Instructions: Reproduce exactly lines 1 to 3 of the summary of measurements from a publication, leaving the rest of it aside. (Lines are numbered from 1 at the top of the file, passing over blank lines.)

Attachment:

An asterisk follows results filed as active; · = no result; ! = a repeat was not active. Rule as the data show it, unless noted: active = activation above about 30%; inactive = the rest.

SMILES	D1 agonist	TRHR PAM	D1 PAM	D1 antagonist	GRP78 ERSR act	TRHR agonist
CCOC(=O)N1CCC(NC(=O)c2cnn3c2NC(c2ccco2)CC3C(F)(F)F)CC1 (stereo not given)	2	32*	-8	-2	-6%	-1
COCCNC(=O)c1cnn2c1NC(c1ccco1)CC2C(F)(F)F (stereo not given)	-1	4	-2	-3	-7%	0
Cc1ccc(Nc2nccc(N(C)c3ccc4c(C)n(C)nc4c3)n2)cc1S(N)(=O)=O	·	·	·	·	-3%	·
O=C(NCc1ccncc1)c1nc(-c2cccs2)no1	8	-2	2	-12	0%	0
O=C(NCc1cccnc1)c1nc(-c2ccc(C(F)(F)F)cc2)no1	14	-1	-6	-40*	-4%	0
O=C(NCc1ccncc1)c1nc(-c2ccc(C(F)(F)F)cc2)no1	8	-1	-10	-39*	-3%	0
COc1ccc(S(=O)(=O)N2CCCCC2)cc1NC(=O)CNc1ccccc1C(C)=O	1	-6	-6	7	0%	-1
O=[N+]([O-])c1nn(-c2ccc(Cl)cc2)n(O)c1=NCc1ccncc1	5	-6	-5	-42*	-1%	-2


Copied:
An asterisk follows results filed as active; · = no result; ! = a repeat was not active. Rule as the data show it, unless noted: active = activation above about 30%; inactive = the rest.

SMILES	D1 agonist	TRHR PAM	D1 PAM	D1 antagonist	GRP78 ERSR act	TRHR agonist
CCOC(=O)N1CCC(NC(=O)c2cnn3c2NC(c2ccco2)CC3C(F)(F)F)CC1 (stereo not given)	2	32*	-8	-2	-6%	-1